UNHCR har kommit ut med sin halvårsrapport om antalet asylsökande första halvåret 2011. Under 2010 sökte 31900 personer asyl i Sverige, vilket var 12,4 procent av de 258000 som sökte asyl i EU-27. Det första halvåret 2011 har 12597 personer sökt asyl i Sverige, vilket var 10,2 procent av de 123412 som sökte asyl i EU-27. Siffrorna visar att Sveriges relativa andel av de asylsökande till EU minskar något. Samtidigt är överrepresentationen mycket stor. Det var, i förhållande till folkmängd, under det första halvåret 2011 fem gånger så många som sökte asyl i Sverige än genomsnittet i EU. Från pressmeddelandet:
The Nordic region was the only part of Europe to see a fall in asylum applications. The number of asylum applications dropped by 39 per cent in Finland, by 23 per cent in Denmark and by 10 per cent in Sweden. Norway saw a slight increase, however, of four per cent. In Iceland, numbers remained low, but saw an increase of 88 per cent in first half of 2011 compared to the same period last year - from 17 to 32 applications.
In Sweden and Norway, the number one country of origin was Somalia. In Denmark, the largest number of applications came from Afghans, and in Finland from Iraqis. There was a considerable drop in applications from Somalia in Sweden (53 percent), while there was a doubling in Norway. There was a drop in Afghan applications in Denmark, but an increase in Sweden. So overall, a mixed Nordic picture.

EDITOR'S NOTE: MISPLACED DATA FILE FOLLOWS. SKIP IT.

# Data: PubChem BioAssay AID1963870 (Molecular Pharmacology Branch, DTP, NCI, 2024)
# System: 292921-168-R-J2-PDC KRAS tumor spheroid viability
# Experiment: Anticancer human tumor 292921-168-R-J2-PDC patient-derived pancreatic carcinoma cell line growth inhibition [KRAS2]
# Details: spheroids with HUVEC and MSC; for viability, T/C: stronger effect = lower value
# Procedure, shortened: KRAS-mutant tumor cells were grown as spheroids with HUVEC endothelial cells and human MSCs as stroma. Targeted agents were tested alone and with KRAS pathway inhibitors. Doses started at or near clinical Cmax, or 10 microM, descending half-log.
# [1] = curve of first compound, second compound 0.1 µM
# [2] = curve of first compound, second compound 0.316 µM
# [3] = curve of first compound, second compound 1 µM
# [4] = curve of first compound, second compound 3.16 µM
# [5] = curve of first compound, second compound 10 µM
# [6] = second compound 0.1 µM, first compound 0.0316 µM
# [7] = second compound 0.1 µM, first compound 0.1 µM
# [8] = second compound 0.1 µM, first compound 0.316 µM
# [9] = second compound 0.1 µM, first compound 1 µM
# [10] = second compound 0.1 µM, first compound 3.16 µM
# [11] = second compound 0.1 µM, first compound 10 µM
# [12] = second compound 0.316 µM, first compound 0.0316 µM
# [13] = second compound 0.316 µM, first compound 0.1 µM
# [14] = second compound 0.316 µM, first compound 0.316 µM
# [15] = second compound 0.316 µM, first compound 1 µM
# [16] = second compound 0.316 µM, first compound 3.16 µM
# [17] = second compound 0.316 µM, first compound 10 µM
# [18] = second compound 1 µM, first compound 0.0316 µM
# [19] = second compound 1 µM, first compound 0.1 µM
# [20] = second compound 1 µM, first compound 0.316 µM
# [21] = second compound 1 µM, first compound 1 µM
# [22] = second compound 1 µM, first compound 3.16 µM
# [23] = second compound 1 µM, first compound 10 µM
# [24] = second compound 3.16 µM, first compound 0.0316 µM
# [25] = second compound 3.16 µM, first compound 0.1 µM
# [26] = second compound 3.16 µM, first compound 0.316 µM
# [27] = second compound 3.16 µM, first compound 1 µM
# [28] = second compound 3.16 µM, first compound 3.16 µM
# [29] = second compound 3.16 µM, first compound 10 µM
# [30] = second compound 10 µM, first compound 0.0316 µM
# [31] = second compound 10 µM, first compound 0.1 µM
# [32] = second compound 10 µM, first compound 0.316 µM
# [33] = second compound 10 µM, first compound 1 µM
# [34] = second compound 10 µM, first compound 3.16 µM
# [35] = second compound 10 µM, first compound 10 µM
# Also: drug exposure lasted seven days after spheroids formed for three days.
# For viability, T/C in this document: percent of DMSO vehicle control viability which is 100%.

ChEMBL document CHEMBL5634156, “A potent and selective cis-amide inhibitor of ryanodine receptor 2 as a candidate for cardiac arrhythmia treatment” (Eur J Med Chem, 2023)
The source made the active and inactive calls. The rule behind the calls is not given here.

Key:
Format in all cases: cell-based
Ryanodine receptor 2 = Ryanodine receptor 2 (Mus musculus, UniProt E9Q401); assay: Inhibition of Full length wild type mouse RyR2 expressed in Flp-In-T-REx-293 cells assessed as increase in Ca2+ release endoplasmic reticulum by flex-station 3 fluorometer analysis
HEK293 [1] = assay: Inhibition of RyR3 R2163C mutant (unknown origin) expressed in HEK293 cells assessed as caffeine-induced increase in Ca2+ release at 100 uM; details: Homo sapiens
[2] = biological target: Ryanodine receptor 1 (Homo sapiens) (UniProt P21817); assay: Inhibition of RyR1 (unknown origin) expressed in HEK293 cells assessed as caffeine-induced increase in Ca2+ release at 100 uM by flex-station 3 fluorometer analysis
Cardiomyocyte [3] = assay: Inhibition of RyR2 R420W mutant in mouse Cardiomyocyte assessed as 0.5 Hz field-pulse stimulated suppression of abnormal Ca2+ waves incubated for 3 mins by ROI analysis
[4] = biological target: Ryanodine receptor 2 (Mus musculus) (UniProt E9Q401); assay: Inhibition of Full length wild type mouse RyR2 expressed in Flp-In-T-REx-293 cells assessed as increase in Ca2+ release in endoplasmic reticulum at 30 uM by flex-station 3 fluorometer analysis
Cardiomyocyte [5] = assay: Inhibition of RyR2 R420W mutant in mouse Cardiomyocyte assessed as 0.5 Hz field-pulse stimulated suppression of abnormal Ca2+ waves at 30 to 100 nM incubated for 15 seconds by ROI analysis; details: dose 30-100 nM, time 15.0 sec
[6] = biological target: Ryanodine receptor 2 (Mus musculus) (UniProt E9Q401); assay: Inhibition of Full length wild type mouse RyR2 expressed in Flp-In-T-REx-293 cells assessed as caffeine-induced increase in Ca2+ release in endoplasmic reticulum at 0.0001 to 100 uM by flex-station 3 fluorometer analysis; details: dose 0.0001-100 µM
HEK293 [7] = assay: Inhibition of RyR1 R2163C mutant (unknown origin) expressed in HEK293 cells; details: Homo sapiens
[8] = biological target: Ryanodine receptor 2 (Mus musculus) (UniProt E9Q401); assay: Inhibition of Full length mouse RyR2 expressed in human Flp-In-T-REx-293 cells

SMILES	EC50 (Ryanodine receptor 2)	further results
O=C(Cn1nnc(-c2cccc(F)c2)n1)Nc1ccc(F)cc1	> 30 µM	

Samtidigt får Sverige beröm av UNHCR för hur landet hanterar asylansökningar.
In the Swedish quality project, which took place during the past two years, UNHCR analysed 200 decisions taken by the Migration Board and observed 56 interviews conducted at 11 units throughout the country. UNHCR also interviewed a number of decision-makers, other Migration Board staff and lawyers to find out how they think the decision-making can be improved. UNHCR looked at a number of factors that affect the quality of the decision-making, including the registration of applications, the legal advice, how the applicants are interviewed, the quality of interpretation, the legal argumentation and the evaluation of evidence. UNHCR did not look at particular decisions to see if they were correctly or incorrectly assessed.
UNHCR found that the Swedish Migration Board has high standards in its status determination procedures, and that all procedural safeguards are in place, well above international and European standards, when one considers for instance access to legal advice, oral hearings, and motivation of decisions.